photo illustration by Mico Mazza

Friends call on authorities to help rescue journalist

MAHDI NAZEMROAYA, A recent graduate from the University of Ottawa, has called on his friends and acquaintances to help him leave Libya. After spending the past two months in the country working as an independent journalist, he now fears for his life because of the civil conflict in the country’s capital, Tripoli.

“Yesterday at 11:37 a.m., I got a call from Mahdi … and he told me that he was stuck in a hotel in Tripoli, fearing for his life, believing he had about 24 hours to live, [and] asking me to do anything in my power to help him. It was a very intense call,” said Mireille Gervais, the director of the Student Appeal Centre at the U of O, in an interview with the Fulcrum on Aug. 23.

Nazemroaya was in Libya reporting on the rebels who have been trying to overthrow Libya’s dictator Moammar Gadhafi in an attempt to take back their country’s independence. Nazemroaya stopped reporting when his own life became endangered.

The alumnus has since contacted long-time friend Michel Chossudovsky, a  professor of economics at the U of O.

“I’ve been in contact with him almost every day. It’s usually email, or Skype, or text messaging. It’s all centred on his security right now. He hasn’t been reporting actively over the past two days,” said Chossudovsky on Aug. 26; however, Nazemroaya told Gervais last week that he and the other journalists staying at hotel Rixos Al Nasr were moved to a safer location in rebel territory.

By Nazemroaya’s request, both Chossudovsky and Gervais have been trying to get the attention of the Department of Foreign Affairs. Although organizations like the United Nations, Red Cross, and the International Organization for Migration helped move the journalists to a safer hotel, the danger is far from over.

“If he was still [at the hotel], I probably would have gotten emails. We have a responsibility to bring him back. His life is threatened,” said Chossudovsky, concerned that no new communication has come from Nazemroaya—particularly because they have tried to stay in contact as much as possible since the beginning of his trip.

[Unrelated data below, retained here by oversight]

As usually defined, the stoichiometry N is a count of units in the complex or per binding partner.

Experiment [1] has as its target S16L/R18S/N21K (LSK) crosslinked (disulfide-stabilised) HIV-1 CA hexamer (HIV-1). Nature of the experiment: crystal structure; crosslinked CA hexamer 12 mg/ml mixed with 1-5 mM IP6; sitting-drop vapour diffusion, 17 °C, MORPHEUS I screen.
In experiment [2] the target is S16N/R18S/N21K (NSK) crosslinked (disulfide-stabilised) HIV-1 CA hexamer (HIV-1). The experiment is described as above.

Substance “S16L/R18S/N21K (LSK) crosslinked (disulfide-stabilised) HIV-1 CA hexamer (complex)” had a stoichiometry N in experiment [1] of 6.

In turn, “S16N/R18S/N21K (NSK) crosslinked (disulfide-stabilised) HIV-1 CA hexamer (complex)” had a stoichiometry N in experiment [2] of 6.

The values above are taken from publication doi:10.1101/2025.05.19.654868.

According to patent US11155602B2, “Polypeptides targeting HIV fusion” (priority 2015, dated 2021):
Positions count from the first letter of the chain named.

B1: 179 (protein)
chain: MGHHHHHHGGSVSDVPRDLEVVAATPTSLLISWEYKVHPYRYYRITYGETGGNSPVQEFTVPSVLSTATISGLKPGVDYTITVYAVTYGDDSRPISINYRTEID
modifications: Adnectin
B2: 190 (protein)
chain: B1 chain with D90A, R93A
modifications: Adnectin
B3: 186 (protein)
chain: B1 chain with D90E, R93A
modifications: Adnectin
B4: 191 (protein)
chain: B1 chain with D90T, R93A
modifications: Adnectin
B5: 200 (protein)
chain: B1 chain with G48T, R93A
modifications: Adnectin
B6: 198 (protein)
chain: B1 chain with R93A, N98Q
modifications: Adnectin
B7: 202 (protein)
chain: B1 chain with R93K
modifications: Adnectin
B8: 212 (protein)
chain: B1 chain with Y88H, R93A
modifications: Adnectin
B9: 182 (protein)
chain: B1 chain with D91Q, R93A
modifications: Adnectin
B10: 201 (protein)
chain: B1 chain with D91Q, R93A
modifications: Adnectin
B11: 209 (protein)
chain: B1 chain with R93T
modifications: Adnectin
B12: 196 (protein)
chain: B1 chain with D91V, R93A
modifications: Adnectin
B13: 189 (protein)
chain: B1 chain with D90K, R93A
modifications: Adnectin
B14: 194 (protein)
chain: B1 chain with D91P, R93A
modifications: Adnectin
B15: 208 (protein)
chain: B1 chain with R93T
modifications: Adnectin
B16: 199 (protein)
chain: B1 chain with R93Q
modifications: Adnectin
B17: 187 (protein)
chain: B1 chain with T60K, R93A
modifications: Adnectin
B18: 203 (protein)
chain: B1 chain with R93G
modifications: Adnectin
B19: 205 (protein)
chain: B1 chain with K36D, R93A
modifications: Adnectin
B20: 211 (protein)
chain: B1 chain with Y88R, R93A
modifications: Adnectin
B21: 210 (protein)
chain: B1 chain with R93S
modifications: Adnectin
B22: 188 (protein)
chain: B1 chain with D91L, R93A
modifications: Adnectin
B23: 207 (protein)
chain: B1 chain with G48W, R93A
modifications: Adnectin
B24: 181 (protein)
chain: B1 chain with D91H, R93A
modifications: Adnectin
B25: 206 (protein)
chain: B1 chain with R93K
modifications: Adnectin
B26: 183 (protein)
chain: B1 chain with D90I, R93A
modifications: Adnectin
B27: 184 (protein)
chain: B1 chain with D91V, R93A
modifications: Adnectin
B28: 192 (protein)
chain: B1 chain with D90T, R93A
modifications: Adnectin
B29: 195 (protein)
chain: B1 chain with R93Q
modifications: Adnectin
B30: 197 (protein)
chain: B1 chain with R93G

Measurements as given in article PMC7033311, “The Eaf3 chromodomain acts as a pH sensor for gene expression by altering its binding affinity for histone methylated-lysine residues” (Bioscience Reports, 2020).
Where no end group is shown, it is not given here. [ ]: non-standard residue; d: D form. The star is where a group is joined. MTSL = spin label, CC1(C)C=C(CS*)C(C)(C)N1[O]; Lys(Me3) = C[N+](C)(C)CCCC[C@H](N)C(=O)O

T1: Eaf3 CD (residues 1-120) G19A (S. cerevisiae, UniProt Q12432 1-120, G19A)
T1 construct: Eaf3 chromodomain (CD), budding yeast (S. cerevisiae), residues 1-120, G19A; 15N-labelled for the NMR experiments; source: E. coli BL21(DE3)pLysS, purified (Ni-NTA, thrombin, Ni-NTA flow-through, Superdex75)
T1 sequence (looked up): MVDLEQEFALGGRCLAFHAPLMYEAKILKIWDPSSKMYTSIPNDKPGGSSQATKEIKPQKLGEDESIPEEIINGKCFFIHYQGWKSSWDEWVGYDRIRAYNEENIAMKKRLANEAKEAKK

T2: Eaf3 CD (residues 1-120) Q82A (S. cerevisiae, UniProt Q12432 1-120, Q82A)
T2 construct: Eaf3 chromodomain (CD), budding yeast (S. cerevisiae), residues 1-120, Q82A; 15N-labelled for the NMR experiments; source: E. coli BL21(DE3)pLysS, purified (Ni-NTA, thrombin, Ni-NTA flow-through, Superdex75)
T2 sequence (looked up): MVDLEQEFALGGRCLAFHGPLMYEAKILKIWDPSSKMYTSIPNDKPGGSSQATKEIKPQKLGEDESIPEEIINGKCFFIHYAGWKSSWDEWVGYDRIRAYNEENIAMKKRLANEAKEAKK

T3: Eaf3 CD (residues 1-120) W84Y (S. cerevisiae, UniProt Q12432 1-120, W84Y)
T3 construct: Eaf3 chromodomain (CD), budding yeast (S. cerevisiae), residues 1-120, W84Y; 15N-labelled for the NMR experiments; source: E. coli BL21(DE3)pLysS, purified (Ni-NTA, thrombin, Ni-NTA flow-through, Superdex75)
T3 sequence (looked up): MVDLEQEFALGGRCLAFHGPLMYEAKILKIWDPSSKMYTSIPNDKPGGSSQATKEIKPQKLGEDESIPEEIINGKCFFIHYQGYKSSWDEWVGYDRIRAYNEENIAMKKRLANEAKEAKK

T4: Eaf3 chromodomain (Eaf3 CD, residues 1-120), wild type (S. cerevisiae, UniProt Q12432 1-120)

“We have had no news of Mahdi since Thursday night; we are very concerned for his safety,” wrote Chossudovsky in an email to the Fulcrum on Aug. 27.

Despite Chossudovsky and Gervais’ best efforts to help evacuate Nazemroaya from the danger zone, they have received little response from Foreign Affairs. Although the UN organized a boat by which all freelance journalists could leave Libya safely, secure passage to the boat is problematic. Chossudovsky and Gervais are hopeful the Department of Foreign Affairs will become involved.

“We’re still doing everything we can to get him back to Canada. It’s not an easy task because we haven’t had much response from the ministry,” said Chossudovsky.

Nazemroaya graduated from the University of Ottawa in 2011 with a bachelor’s degree in sociology, with plans to attend Carleton University for a master’s degree this fall. The 29-year-old journalist contributed to publications such as Al-Jazeera and Russia Today.

Nazemroaya has not been heard from as of Aug. 28.

-Jane Lytvynenko